The smaller number bills generally signal the higher priorities for the chamber. For example, House Resolution 1 for last cycle's Democratic House majority was the American Recovery and Reinvestment Act (or the stimulus bill).

So far, nothing having to do with job creation. Zilch. Zero. Nada. But at least they're going to try to make it so that low and middle income women will be desperate enough to get an abortion from people like Kermit Gosnell.

As I wrote last week, the bulk of Oregon's House delegation isn't brooking this BS.

Fortunately, neither are our US Senators. I contacted both offices last week, to get their statements on what the House GOP is up to.

Senator Merkley:

"Instead of focusing on creating jobs for out-of-work Americans, House Republicans have set their sights on taking away a woman's right to choose. The No Taxpayer Funding for Abortion Act will severely restrict women's access to critical reproductive health services. Make no mistake about it -- their legislation is a direct attack on the rights of women everywhere.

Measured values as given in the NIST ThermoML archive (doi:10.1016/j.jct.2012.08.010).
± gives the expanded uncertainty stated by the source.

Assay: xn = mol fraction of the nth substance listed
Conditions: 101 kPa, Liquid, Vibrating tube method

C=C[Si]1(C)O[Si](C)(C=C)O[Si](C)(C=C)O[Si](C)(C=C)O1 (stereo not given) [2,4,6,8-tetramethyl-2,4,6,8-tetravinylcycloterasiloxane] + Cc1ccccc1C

"The last thing America needs is for lawmakers and the government to get between women and their doctors. The American people need Congress to focus on creating jobs and getting our economy back on track -- not trying to intrude into the personal lives of women and take away their rights."

Senator Wyden:

“Efforts to limit a woman’s right to choose by limiting her access to reproductive health services is both appalling and insulting, especially coming from those who say the government should never come between a patient and her doctor. I will use every legislative tool at my disposal to make sure that they never become law.”